Heavy Horse Day attracts a crowd
IT wasn’t easy to get a fence-side spot as Mick Bradford directed four of his horses in the only circular working horse display in Australia yesterday.
The founder and host of the 10th annual Killarney Lions Club Heavy Horse Day explained to the crowd how he developed the mechanism for the circular horse display.
While a camera or two can be found at most events, there were cameras galore zooming in on a bit of history.
Machine after machine was driven by the four horses.
Mr Bradford rated the event as good as last year.
“It was a perfect day for the Heavy Horse Day,” Mr Bradford said.
“We had a bit of broken gear but nothing serious.”
Patrons were kept in the picture on the day by announcers Barry Geitz, Alan Hoey and Peter Bondfield.
Mick’s son Mike drove the hay mower as ripe lucerne was cut for hay.
Ten minutes later, the action turned to a black soil Yangan paddock 20 metres away and again it was almost impossible to get a fence-side spot.
As the horses were going through their paces, Peter Venables from Texas was turning the handle of a small corn-shredding machine.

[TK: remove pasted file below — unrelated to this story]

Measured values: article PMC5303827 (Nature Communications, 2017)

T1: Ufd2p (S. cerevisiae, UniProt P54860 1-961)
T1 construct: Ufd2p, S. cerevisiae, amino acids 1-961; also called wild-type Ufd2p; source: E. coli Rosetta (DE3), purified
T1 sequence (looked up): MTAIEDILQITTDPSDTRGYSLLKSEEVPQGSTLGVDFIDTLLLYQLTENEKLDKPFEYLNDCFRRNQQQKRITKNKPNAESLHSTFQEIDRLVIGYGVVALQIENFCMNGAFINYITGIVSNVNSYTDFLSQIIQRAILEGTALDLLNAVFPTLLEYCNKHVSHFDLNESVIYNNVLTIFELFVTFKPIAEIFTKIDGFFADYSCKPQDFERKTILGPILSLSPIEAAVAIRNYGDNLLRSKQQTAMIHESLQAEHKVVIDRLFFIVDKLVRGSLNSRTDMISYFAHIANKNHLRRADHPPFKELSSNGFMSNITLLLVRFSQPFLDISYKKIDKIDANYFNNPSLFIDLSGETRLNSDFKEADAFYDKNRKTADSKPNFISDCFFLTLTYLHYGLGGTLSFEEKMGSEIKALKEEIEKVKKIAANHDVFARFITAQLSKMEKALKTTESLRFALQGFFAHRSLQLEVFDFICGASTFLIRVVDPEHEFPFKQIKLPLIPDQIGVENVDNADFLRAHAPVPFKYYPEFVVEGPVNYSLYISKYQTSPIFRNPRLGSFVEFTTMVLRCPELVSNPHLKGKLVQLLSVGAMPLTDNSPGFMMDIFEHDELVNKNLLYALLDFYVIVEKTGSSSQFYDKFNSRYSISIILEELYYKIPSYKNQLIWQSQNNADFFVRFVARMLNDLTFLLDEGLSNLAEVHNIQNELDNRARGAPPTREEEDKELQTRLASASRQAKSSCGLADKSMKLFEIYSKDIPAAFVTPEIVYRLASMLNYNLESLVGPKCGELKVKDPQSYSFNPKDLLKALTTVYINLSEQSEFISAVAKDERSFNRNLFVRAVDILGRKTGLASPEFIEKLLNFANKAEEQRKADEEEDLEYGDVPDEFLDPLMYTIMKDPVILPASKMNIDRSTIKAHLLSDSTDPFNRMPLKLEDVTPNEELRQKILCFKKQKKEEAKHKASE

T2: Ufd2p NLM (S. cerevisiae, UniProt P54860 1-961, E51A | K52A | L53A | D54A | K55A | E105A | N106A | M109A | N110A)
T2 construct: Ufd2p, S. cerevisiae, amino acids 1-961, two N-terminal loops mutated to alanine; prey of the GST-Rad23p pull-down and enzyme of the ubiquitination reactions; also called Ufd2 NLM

Mr Venables has run heavy horse days at Rosedale, just north of Bundaberg, and has embarked on the trip from Texas to Yangan to help out for the past decade.
For the first time, a 1930-vintage boring plant owned by Trevor Liesegang, of Toowoomba, was being driven by a 2.5-horsepower 1900 steam engine.
Toowoomba resident Fred Wingett was Mr Liesegang’s offsider yesterday and said they drilled to about six metres.
“We were just doing a demonstration,” Mr Wingett said.
“These boring plants were used to drill the artesian bores out west.”
The two men, who started talking old machinery at Orchid Club get togethers in Toowoomba, worked together for two years to restore the drilling plant and one of their first trips was a five-day demonstration at Jondaryan Woolshed.
There were plenty of patrons watching under the blacksmith’s marquee.